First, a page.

Place names are the traveller's aphrodisiac. Who hasn't felt a tug at the sound of the names Mandalay, Samarkand or Zanzibar? But right now, with the stay-home shackles loosening, it doesn't take an exotic name to light the fire. If you're looking for a short break that packs scenery, history, walks, gardens, wineries and a taste for the finer things in life into a compact area, Victoria's north-east ticks all the boxes.
First stop Beechworth, whose bones were laid down when gold was discovered here in the 1850s. Financed by fortunes won from the goldfields, handsome banks, hotels and government buildings arose, built of stone and ornamented in the full-blown glory of the Victorian era.
When the gold rush ended, Beechworth slipped into genteel poverty, which effectively quarantined its architectural heritage. Today, awake and reinvigorated, the town is a treasure trove of beautiful historic buildings, many heritage listed.
A stroll along Ford Street takes you past a parade of time-warped wonders until you end up admiring the sequoia trees in the Town Hall Gardens, opposite the handsome historic courthouse. Among those who felt the long arm of the law in Beechworth Courthouse were members of the Kelly family, including Ned and his mother, who was sentenced to three years' imprisonment. It remains Kelly country to this day.
In recent years Beechworth has emerged as one of the dining hot spots on Victoria's culinary map, worth a long drive when in-house dining returns. At Provenance, a perennial two-hatter in The Good Food Guide housed in the old Bank of Australasia building, chef Michael Ryan brings a Japanese inflection to the excellent local produce. Try the starter of grilled kangaroo with onigiri, uni butter and salted shiso leaves with a glass of Giaconda pinot noir (it's one of the few places you can buy this near-mythical local wine).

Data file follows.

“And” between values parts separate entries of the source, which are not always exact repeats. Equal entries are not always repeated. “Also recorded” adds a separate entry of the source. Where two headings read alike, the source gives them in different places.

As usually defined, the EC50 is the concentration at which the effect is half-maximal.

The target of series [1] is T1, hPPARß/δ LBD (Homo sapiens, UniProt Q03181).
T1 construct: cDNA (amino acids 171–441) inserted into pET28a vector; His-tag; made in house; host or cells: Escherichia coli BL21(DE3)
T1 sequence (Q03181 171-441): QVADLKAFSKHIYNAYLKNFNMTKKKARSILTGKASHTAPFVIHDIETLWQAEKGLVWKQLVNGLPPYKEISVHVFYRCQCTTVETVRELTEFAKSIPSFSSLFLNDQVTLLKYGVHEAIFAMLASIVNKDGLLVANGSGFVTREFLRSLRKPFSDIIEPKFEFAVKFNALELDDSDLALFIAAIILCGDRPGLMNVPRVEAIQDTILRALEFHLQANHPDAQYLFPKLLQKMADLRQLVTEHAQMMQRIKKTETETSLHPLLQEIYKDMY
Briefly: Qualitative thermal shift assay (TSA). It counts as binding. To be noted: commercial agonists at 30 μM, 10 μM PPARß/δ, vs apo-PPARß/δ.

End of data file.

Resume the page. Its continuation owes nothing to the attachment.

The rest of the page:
In the resuscitated Empire Hotel Beechworth the menu takes a Tokyo turn with side dishes including enoki mushrooms, yuzu jelly and matcha ice-cream. Feel like something a little lighter? Project Forty Nine is a smart Latin-inspired cafe-cum-deli created by two winemakers.
As it leaves the town, the Beechworth-Chiltern Road dances through forest with sunlight streaming through the branches. Originally known as Black Dog Creek, Chiltern is another gold town that fell into a coma, its main street an almost perfectly preserved rendition of a 19th-century streetscape.
After Chiltern, you're in wine country. These are the Rutherglen wineries, mostly family-owned operations that have been making wines for generations.
Rutherglen was once synonymous with fortified wines, its tokays and muscats sourced from vineyards that were established over a century ago, but that's no longer so. A new generation of winemakers are using durif, chardonnay, cabernet franc and cabernet sauvignon varietals to add a new repertoire to stand alongside the "stickies" that made it famous.
A local culinary star is Terrace Restaurant at All Saints Estate, Wahgunyah, where British-born chef Simon Arkless orchestrates a seasonal mod-Oz menu with a strong Mediterranean accent to go with the sunny views across the vineyard.
Book in for the night at one of the crisp, self-contained suites at Mount Ophir Estate. Ophir takes its name from the Red Sea port that was a source of gold, pearls, sandalwood, ivory, apes and peacocks in biblical times. Which reminds me, you can add "romance" to the list of credentials that just might lure you to this sublime and serene part of the world.
What to read: Peter Carey's Booker Prize-winning True History of the Kelly Gang is the outlaw's life re-imagined, and redeemed, as a victim of fate, caste and creed. Scribbled by Ned on scraps of paper as an extended letter to his unborn daughter, the language is luminous, forcing a reconsideration of our past and the landscape of north-eastern Victoria.
This article appears in Sunday Life magazine within the Sun-Herald and the Sunday Age on sale May 24.